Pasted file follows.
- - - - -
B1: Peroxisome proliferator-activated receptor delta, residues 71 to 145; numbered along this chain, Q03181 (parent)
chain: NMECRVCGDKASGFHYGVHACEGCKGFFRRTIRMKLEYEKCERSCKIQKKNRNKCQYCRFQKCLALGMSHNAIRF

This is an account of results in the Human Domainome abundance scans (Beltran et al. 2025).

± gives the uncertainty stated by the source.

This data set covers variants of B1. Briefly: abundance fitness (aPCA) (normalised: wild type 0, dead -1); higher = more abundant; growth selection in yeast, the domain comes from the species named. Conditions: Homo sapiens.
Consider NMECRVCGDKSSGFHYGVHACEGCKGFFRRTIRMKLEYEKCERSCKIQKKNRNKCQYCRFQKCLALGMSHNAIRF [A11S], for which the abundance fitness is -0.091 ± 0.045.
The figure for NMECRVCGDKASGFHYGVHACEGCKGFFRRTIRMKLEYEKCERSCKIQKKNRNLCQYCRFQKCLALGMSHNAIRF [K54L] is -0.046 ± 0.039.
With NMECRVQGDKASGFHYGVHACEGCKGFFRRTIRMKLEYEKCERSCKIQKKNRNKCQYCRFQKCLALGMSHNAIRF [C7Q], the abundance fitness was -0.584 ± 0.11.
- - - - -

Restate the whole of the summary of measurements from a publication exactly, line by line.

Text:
B1: Peroxisome proliferator-activated receptor delta, residues 71 to 145; numbered along this chain, Q03181 (parent)
chain: NMECRVCGDKASGFHYGVHACEGCKGFFRRTIRMKLEYEKCERSCKIQKKNRNKCQYCRFQKCLALGMSHNAIRF

This is an account of results in the Human Domainome abundance scans (Beltran et al. 2025).

± gives the uncertainty stated by the source.

This data set covers variants of B1. Briefly: abundance fitness (aPCA) (normalised: wild type 0, dead -1); higher = more abundant; growth selection in yeast, the domain comes from the species named. Conditions: Homo sapiens.
Consider NMECRVCGDKSSGFHYGVHACEGCKGFFRRTIRMKLEYEKCERSCKIQKKNRNKCQYCRFQKCLALGMSHNAIRF [A11S], for which the abundance fitness is -0.091 ± 0.045.
The figure for NMECRVCGDKASGFHYGVHACEGCKGFFRRTIRMKLEYEKCERSCKIQKKNRNLCQYCRFQKCLALGMSHNAIRF [K54L] is -0.046 ± 0.039.
With NMECRVQGDKASGFHYGVHACEGCKGFFRRTIRMKLEYEKCERSCKIQKKNRNKCQYCRFQKCLALGMSHNAIRF [C7Q], the abundance fitness was -0.584 ± 0.11.